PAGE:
Paul W.S. Anderson, “Resident Evil” (2002) / Alexander Witt, “Resident Evil: Apocalypse” (2004).

Sep 13 2010

Resident Evil: Apocalypse

Right now I can’t think of a more oddly discontinuous film trilogy (now a quadrilogy / quartet, but I haven’t seen the latest one yet) than the sci-fi/horror/action Resident Evil series: characters appear and disappear, both locale and tone shift radically from movie to movie, the heroine seems to get inexplicable weapon and power upgrades in each installment (inexplicable as well to her, because her memory keeps getting conveniently erased) — all this, despite the fact that all the screenplays are written by schlock auteur Paul W.S. Anderson, not to be confused with Paul Thomas Anderson. (I also know close to nothing about the Resident Evil videogames, but it occurs to me that this apparent discontinuity in locales resemble game levels: the city level, the desert level, and so on.)

The trilogy starts off quite weakly: Resident Evil is all about getting from Point A to Point B as a group of soldiers try to penetrate the unimaginatively-named Hive, a vast underground research facility run by the equally unimaginatively-named Umbrella Corporation. But the Hive is under lockdown after a malfunctioning computer kills everyone inside after detecting the release of a virus that has turned everyone into ravenous zombies (including Dobermans, which are clearly recurring characters of a sort in the series). Little of this makes much sense to me, to tell you the truth, and I think I spent a good chunk of the first film asking my increasingly-annoyed movie buddy about the inscrutable character motivations.

It helps, at least, that our heroine, Alice, played by the fascinatingly dull Milla Jovovich, is afflicted by amnesia in the beginning — the product of a nerve gas released by the Red Queen (that rogue computer) — and so the audiences get a handy recap, seemingly the only reason for the amnesia in the first place. Anyhow: Resident Evil turns out to be all setup (but for what, really?); the zombies appear way too late in the film, and we have to endure a series of Saw-like traps rigged by the Red Queen first. At least there’s someone here who can act (Michelle Rodriguez), but she gets to be The-Person-Who-Gets-Bitten-But-Pretends-She’s-OK-Until-She-Starts-Biting-Her-Friends, which doesn’t bode well for her return in the next film.

Of course, she doesn’t. Instead she’s replaced by a bunch of frighteningly wooden actors in Resident Evil: Apocalypse (the woman who plays Jill Valentine is only slightly more expressive than Jovovich), and this time Alice and a group of soldiers (again) are trapped in Raccoon City after it’s overrun by zombies. They run around the place pointlessly — actually, they’re forced to rescue the little daughter of a scientist in exchange for an exit out of the city — but, I mean, who cares about plot when what the viewer really wants to see is Jovovich administering a flying kick to a zombie Doberman? We get what amounts to a cameo appearance by a level boss monster near the end of the movie (Nemesis in the second, the tentacled Dr. Isaacs in the third), and there’s a dramatic moment when Alice realizes that Nemesis is her former friend Matt from the first Resident Evil movie. She refuses to kill him. He dies anyway. Alice wakes up naked and escapes from the mansion / laboratory / hospital for the third time in the series so far. And then on to the next film, but one gets the feeling it won’t exactly pick up from where it ended. (It doesn’t.)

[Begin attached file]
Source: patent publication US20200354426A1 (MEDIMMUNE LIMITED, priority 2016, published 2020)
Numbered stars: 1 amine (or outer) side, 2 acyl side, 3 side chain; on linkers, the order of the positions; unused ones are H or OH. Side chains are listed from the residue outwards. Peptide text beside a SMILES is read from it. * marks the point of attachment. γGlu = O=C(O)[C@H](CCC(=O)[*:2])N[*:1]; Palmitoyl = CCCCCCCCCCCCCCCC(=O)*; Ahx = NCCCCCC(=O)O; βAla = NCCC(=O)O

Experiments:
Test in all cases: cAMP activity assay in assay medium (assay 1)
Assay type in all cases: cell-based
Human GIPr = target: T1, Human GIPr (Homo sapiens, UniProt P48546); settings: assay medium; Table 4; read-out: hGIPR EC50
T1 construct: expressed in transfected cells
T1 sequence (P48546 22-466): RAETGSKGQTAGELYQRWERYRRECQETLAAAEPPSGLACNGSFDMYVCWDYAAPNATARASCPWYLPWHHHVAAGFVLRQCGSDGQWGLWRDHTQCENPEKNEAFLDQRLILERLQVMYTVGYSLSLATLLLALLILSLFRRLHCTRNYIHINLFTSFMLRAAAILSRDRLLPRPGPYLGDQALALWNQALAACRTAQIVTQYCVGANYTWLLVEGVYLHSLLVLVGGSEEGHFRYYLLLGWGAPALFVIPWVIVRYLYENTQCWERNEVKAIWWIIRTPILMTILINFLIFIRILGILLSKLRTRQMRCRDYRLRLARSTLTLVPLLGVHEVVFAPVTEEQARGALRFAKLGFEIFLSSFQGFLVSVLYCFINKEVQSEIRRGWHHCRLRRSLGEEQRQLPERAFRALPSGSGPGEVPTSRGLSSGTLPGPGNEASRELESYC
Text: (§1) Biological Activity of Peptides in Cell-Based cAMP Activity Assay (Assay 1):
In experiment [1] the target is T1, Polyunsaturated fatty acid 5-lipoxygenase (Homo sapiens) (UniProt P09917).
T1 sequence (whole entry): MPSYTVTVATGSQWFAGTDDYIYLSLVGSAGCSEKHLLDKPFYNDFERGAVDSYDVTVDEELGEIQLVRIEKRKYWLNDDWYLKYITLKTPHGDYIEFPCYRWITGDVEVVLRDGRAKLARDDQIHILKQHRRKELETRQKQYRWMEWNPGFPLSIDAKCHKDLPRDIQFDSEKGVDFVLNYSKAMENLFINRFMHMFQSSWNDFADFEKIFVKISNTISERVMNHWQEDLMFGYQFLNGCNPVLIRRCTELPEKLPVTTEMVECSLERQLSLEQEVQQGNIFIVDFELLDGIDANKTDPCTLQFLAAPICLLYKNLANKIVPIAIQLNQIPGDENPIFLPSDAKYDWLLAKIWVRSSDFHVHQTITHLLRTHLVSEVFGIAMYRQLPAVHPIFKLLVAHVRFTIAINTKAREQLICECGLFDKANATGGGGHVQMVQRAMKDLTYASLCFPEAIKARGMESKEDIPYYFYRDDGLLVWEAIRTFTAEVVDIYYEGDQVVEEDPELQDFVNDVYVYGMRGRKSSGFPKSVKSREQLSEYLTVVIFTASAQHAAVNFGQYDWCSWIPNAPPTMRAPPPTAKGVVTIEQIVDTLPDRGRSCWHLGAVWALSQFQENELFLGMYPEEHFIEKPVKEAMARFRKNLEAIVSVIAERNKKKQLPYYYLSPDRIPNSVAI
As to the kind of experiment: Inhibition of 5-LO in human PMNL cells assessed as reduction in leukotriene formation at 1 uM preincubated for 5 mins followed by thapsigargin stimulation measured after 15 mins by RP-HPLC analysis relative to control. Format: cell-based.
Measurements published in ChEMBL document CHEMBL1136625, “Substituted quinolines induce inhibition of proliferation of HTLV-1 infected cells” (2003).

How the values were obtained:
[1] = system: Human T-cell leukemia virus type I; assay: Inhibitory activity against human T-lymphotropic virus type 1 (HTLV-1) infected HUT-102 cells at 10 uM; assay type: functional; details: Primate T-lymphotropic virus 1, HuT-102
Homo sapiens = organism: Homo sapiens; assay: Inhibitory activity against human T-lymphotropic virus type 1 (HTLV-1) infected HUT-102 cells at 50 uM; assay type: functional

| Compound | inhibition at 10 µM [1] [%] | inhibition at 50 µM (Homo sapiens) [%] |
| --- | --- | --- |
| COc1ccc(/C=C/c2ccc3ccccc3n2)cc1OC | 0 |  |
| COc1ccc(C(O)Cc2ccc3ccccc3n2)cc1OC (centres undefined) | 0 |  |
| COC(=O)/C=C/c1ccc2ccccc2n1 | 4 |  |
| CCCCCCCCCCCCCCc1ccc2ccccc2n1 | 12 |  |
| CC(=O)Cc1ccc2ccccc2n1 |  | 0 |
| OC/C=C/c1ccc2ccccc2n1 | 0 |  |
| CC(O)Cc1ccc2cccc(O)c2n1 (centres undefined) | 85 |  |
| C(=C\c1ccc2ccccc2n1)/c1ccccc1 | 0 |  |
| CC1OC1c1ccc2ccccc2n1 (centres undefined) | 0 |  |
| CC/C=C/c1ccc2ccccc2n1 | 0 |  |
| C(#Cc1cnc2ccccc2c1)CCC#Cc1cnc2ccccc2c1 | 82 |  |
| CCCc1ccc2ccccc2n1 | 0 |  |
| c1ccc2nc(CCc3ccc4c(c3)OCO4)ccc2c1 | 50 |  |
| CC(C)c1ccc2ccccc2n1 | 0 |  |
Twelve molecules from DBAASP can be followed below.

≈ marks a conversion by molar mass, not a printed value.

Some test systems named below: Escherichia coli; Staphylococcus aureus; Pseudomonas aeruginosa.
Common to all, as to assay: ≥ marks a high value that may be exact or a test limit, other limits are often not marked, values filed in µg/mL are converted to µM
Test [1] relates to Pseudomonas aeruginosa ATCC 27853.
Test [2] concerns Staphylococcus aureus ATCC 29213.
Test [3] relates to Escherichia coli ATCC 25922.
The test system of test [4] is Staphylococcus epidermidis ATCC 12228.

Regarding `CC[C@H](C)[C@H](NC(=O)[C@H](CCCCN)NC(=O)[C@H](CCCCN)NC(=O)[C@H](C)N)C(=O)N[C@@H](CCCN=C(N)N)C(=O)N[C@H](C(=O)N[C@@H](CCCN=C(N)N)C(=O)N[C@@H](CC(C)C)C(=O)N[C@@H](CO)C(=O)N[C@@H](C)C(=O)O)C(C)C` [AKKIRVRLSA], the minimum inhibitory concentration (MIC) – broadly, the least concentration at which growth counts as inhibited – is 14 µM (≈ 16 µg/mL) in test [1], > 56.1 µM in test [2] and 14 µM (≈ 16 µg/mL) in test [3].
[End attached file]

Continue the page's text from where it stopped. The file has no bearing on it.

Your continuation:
For movies that deal with the zombie apocalypse, the Resident Evil series is surprisingly non-allegorical — the zombies aren’t even a metaphor for anything — and despite the elaborate backstory, Alice and her cohorts aren’t animated by a larger goal (to save the world, for instance) except to evade pursuit. (Why the Umbrella Corporation even bothers isn’t clear either; how do you spend the fruits of your research grants when the world is already ending?) At one point Alice remembers the existence of an antivirus, but the subplot is quickly forgotten. My point is that both Resident Evil films — filmed mostly in darkness, and in claustrophobic settings — are remarkably anti-human; one doesn’t get the feeling that there’s even a world outside of The Hive and Raccoon City, and one gets the sense the filmmakers don’t particularly care either.

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